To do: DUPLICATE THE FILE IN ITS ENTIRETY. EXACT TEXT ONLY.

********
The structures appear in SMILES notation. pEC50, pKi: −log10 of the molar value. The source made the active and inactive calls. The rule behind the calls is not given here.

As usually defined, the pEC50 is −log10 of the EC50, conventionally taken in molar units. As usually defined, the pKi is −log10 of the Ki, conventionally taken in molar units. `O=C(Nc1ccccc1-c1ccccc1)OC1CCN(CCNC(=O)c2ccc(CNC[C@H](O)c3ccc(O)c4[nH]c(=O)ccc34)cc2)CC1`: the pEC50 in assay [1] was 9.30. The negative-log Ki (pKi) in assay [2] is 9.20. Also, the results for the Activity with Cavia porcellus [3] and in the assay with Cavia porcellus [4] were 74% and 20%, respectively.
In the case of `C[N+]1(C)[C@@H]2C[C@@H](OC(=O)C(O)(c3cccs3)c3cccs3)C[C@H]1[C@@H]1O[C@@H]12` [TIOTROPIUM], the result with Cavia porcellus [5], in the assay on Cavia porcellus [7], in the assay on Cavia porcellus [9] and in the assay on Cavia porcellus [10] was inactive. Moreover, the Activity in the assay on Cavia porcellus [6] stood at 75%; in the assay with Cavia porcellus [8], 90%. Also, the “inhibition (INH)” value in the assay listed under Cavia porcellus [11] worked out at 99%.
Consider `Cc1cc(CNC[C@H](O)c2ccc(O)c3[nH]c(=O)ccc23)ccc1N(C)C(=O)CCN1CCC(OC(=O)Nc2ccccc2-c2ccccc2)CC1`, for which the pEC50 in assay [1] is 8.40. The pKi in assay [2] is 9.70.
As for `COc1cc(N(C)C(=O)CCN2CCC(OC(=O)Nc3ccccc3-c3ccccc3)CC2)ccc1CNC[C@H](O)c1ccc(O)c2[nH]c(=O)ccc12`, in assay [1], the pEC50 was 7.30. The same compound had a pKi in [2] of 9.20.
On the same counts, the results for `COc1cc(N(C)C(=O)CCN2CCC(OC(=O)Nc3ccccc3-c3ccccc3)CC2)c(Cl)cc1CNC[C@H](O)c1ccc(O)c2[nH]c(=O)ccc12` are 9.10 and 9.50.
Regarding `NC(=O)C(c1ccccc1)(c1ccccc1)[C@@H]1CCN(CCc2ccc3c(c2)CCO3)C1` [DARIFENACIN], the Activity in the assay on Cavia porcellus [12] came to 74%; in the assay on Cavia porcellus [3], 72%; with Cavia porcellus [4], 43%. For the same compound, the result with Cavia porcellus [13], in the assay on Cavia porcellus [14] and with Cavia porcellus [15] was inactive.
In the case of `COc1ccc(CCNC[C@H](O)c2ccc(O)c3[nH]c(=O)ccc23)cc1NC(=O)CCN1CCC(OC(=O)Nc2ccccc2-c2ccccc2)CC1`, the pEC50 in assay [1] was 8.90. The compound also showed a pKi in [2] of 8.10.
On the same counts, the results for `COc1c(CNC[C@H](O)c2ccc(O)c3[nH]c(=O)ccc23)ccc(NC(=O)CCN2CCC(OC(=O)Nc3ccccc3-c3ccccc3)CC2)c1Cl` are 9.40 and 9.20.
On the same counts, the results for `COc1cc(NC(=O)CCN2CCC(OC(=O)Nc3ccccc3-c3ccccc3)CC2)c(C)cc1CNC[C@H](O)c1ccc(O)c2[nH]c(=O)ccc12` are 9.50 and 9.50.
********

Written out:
The structures appear in SMILES notation. pEC50, pKi: −log10 of the molar value. The source made the active and inactive calls. The rule behind the calls is not given here.

As usually defined, the pEC50 is −log10 of the EC50, conventionally taken in molar units. As usually defined, the pKi is −log10 of the Ki, conventionally taken in molar units. `O=C(Nc1ccccc1-c1ccccc1)OC1CCN(CCNC(=O)c2ccc(CNC[C@H](O)c3ccc(O)c4[nH]c(=O)ccc34)cc2)CC1`: the pEC50 in assay [1] was 9.30. The negative-log Ki (pKi) in assay [2] is 9.20. Also, the results for the Activity with Cavia porcellus [3] and in the assay with Cavia porcellus [4] were 74% and 20%, respectively.
In the case of `C[N+]1(C)[C@@H]2C[C@@H](OC(=O)C(O)(c3cccs3)c3cccs3)C[C@H]1[C@@H]1O[C@@H]12` [TIOTROPIUM], the result with Cavia porcellus [5], in the assay on Cavia porcellus [7], in the assay on Cavia porcellus [9] and in the assay on Cavia porcellus [10] was inactive. Moreover, the Activity in the assay on Cavia porcellus [6] stood at 75%; in the assay with Cavia porcellus [8], 90%. Also, the “inhibition (INH)” value in the assay listed under Cavia porcellus [11] worked out at 99%.
Consider `Cc1cc(CNC[C@H](O)c2ccc(O)c3[nH]c(=O)ccc23)ccc1N(C)C(=O)CCN1CCC(OC(=O)Nc2ccccc2-c2ccccc2)CC1`, for which the pEC50 in assay [1] is 8.40. The pKi in assay [2] is 9.70.
As for `COc1cc(N(C)C(=O)CCN2CCC(OC(=O)Nc3ccccc3-c3ccccc3)CC2)ccc1CNC[C@H](O)c1ccc(O)c2[nH]c(=O)ccc12`, in assay [1], the pEC50 was 7.30. The same compound had a pKi in [2] of 9.20.
On the same counts, the results for `COc1cc(N(C)C(=O)CCN2CCC(OC(=O)Nc3ccccc3-c3ccccc3)CC2)c(Cl)cc1CNC[C@H](O)c1ccc(O)c2[nH]c(=O)ccc12` are 9.10 and 9.50.
Regarding `NC(=O)C(c1ccccc1)(c1ccccc1)[C@@H]1CCN(CCc2ccc3c(c2)CCO3)C1` [DARIFENACIN], the Activity in the assay on Cavia porcellus [12] came to 74%; in the assay on Cavia porcellus [3], 72%; with Cavia porcellus [4], 43%. For the same compound, the result with Cavia porcellus [13], in the assay on Cavia porcellus [14] and with Cavia porcellus [15] was inactive.
In the case of `COc1ccc(CCNC[C@H](O)c2ccc(O)c3[nH]c(=O)ccc23)cc1NC(=O)CCN1CCC(OC(=O)Nc2ccccc2-c2ccccc2)CC1`, the pEC50 in assay [1] was 8.90. The compound also showed a pKi in [2] of 8.10.
On the same counts, the results for `COc1c(CNC[C@H](O)c2ccc(O)c3[nH]c(=O)ccc23)ccc(NC(=O)CCN2CCC(OC(=O)Nc3ccccc3-c3ccccc3)CC2)c1Cl` are 9.40 and 9.20.
On the same counts, the results for `COc1cc(NC(=O)CCN2CCC(OC(=O)Nc3ccccc3-c3ccccc3)CC2)c(C)cc1CNC[C@H](O)c1ccc(O)c2[nH]c(=O)ccc12` are 9.50 and 9.50.